This is where diversification of the economy comes in. When Nigeria looks beyond the exportation of crude oil to harnessing the potentials of crude oil, the country’s problem will be solved. But how will they do this, when there are no resources to build the required infrastructure to harness the oil resources?

Government has to sit down and create a special purpose vehicle or synthetic way of developing such infrastructure, so that could be able to optimise potentials of crude oil and natural gas in the country to boost revenue earnings.  I know countries that swap crude oil for projects.

Now, the revenue is contrasting, such that it cannot finance the transportation sector programmes in the 2020 budget. We need real sector.

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As a country, we will experience less investment inflow into the economy. Government needs to sit down and work out how we can enhance and expand the real sector. Swapping of crude oil for projects is one option. After building Eleme Petroleum Chemical and NAFCON, we have not had any major investment in the oil and gas sector. We have problems in the real sector. No economy can grow without the real sector.

Investment under this circumstance, with weak institutions, will naturally shrink. So, the government needs to develop different financial options to create an infrastructure that will strengthen the real sector. We need more investments in refineries, more petrochemical plants. The government is not only facing the problem of dwindling oil price, but the onshore oilfields are also ageing. They are not producing optimally.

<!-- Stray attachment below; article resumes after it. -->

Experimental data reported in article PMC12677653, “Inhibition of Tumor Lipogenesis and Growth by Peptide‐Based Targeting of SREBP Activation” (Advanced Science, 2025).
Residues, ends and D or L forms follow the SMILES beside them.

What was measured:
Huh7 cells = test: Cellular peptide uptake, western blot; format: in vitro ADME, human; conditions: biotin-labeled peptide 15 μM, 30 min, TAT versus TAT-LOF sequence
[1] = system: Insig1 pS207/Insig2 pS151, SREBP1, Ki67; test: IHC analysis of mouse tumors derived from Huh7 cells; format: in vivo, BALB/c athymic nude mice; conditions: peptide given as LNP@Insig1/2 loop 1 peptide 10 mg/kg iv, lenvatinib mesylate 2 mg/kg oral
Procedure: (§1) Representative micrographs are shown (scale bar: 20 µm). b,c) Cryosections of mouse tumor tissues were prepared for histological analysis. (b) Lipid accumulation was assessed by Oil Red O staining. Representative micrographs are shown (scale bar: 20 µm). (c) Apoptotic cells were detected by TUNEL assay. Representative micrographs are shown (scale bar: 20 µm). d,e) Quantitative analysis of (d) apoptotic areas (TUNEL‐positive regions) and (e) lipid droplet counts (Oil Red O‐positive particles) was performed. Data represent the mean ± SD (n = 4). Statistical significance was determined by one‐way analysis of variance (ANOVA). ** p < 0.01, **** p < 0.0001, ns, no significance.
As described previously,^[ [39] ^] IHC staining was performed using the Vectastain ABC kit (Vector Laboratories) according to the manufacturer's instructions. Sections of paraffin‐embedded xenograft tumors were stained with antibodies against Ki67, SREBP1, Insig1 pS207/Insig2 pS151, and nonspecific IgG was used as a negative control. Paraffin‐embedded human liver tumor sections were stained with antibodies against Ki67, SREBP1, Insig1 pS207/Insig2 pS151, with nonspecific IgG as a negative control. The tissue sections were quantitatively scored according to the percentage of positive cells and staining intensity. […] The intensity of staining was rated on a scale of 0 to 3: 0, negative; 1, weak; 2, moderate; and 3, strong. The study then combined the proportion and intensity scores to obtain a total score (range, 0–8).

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What we have now are mainly deep water and ultra-deep water operations. Besides, most of the offshore wells are also ageing. Some of the platforms have outlived their lifespan. Building such facilities cost money, and it reduces the government’s takes. I still advise the President to look for competent people to man key sectors of the economy. No country can survive under this status quo.

Nigerian economy is like a pillar that needs to be strengthened carefully with special emphasis on social development, by putting a human face on the economy.